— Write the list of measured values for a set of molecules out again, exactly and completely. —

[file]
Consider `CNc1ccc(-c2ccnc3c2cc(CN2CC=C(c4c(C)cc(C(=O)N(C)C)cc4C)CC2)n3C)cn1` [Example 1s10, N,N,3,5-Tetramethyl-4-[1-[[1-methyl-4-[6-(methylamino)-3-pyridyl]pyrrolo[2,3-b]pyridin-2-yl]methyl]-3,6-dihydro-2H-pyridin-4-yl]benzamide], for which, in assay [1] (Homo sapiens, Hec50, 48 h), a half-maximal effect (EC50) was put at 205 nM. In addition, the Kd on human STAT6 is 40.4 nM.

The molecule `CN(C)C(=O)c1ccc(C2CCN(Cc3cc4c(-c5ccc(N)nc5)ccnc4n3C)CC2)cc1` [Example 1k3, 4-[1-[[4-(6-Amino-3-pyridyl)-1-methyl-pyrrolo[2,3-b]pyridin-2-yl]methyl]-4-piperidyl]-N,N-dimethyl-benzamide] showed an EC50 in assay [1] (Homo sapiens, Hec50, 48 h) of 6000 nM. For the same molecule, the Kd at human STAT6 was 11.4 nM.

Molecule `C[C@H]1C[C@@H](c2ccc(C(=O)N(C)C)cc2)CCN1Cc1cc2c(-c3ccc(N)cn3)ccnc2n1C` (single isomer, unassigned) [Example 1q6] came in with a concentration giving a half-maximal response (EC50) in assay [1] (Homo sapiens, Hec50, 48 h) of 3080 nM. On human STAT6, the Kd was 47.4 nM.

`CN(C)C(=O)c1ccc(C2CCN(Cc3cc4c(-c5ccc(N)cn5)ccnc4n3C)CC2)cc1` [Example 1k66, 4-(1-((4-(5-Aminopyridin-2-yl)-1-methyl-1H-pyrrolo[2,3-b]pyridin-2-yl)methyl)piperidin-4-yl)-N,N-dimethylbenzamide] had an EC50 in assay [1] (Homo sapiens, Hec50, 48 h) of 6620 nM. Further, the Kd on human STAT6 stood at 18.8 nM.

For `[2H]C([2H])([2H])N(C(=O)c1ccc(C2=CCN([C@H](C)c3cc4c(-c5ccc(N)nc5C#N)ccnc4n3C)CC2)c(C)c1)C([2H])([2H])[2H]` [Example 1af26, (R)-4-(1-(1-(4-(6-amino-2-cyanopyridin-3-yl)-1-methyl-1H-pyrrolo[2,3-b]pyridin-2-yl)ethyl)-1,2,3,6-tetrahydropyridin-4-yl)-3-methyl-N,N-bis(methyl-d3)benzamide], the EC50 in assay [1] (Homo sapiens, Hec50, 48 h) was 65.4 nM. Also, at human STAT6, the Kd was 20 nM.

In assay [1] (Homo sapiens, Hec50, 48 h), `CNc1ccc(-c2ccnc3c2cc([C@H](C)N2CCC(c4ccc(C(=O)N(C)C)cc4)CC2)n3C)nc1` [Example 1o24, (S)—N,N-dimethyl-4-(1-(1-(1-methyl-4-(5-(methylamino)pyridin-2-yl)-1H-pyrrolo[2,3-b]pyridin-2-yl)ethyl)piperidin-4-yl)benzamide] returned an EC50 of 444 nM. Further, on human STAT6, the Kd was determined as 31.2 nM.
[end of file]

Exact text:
Consider `CNc1ccc(-c2ccnc3c2cc(CN2CC=C(c4c(C)cc(C(=O)N(C)C)cc4C)CC2)n3C)cn1` [Example 1s10, N,N,3,5-Tetramethyl-4-[1-[[1-methyl-4-[6-(methylamino)-3-pyridyl]pyrrolo[2,3-b]pyridin-2-yl]methyl]-3,6-dihydro-2H-pyridin-4-yl]benzamide], for which, in assay [1] (Homo sapiens, Hec50, 48 h), a half-maximal effect (EC50) was put at 205 nM. In addition, the Kd on human STAT6 is 40.4 nM.

The molecule `CN(C)C(=O)c1ccc(C2CCN(Cc3cc4c(-c5ccc(N)nc5)ccnc4n3C)CC2)cc1` [Example 1k3, 4-[1-[[4-(6-Amino-3-pyridyl)-1-methyl-pyrrolo[2,3-b]pyridin-2-yl]methyl]-4-piperidyl]-N,N-dimethyl-benzamide] showed an EC50 in assay [1] (Homo sapiens, Hec50, 48 h) of 6000 nM. For the same molecule, the Kd at human STAT6 was 11.4 nM.

Molecule `C[C@H]1C[C@@H](c2ccc(C(=O)N(C)C)cc2)CCN1Cc1cc2c(-c3ccc(N)cn3)ccnc2n1C` (single isomer, unassigned) [Example 1q6] came in with a concentration giving a half-maximal response (EC50) in assay [1] (Homo sapiens, Hec50, 48 h) of 3080 nM. On human STAT6, the Kd was 47.4 nM.

`CN(C)C(=O)c1ccc(C2CCN(Cc3cc4c(-c5ccc(N)cn5)ccnc4n3C)CC2)cc1` [Example 1k66, 4-(1-((4-(5-Aminopyridin-2-yl)-1-methyl-1H-pyrrolo[2,3-b]pyridin-2-yl)methyl)piperidin-4-yl)-N,N-dimethylbenzamide] had an EC50 in assay [1] (Homo sapiens, Hec50, 48 h) of 6620 nM. Further, the Kd on human STAT6 stood at 18.8 nM.

For `[2H]C([2H])([2H])N(C(=O)c1ccc(C2=CCN([C@H](C)c3cc4c(-c5ccc(N)nc5C#N)ccnc4n3C)CC2)c(C)c1)C([2H])([2H])[2H]` [Example 1af26, (R)-4-(1-(1-(4-(6-amino-2-cyanopyridin-3-yl)-1-methyl-1H-pyrrolo[2,3-b]pyridin-2-yl)ethyl)-1,2,3,6-tetrahydropyridin-4-yl)-3-methyl-N,N-bis(methyl-d3)benzamide], the EC50 in assay [1] (Homo sapiens, Hec50, 48 h) was 65.4 nM. Also, at human STAT6, the Kd was 20 nM.

In assay [1] (Homo sapiens, Hec50, 48 h), `CNc1ccc(-c2ccnc3c2cc([C@H](C)N2CCC(c4ccc(C(=O)N(C)C)cc4)CC2)n3C)nc1` [Example 1o24, (S)—N,N-dimethyl-4-(1-(1-(1-methyl-4-(5-(methylamino)pyridin-2-yl)-1H-pyrrolo[2,3-b]pyridin-2-yl)ethyl)piperidin-4-yl)benzamide] returned an EC50 of 444 nM. Further, on human STAT6, the Kd was determined as 31.2 nM.